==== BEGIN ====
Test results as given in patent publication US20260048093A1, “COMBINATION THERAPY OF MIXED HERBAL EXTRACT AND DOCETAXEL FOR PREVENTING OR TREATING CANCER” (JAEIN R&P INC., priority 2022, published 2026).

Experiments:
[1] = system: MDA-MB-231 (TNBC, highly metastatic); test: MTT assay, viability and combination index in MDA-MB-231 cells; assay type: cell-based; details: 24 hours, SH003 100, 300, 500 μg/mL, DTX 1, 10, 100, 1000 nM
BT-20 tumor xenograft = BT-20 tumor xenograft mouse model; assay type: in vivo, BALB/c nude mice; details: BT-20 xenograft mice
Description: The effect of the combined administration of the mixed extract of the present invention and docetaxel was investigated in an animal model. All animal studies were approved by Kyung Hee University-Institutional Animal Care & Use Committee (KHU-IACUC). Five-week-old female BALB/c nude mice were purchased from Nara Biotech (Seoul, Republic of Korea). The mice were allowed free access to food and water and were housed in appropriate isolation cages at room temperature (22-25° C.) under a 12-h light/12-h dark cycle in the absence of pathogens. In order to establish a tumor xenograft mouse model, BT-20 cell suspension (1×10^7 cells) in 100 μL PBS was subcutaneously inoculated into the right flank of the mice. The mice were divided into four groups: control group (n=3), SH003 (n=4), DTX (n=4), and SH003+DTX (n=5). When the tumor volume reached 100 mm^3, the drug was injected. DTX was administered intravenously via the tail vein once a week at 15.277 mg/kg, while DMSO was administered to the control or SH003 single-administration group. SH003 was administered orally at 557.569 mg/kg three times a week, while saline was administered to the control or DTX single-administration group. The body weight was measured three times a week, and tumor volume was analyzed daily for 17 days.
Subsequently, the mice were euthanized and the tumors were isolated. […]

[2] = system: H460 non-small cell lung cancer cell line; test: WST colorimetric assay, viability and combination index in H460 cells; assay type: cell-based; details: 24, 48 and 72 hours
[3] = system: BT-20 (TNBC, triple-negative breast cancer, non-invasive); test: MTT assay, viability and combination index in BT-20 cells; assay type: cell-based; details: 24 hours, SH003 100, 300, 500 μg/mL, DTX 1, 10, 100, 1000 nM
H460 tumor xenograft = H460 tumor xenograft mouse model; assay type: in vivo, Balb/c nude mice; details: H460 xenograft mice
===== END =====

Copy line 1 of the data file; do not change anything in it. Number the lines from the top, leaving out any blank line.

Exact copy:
Test results as given in patent publication US20260048093A1, “COMBINATION THERAPY OF MIXED HERBAL EXTRACT AND DOCETAXEL FOR PREVENTING OR TREATING CANCER” (JAEIN R&P INC., priority 2022, published 2026).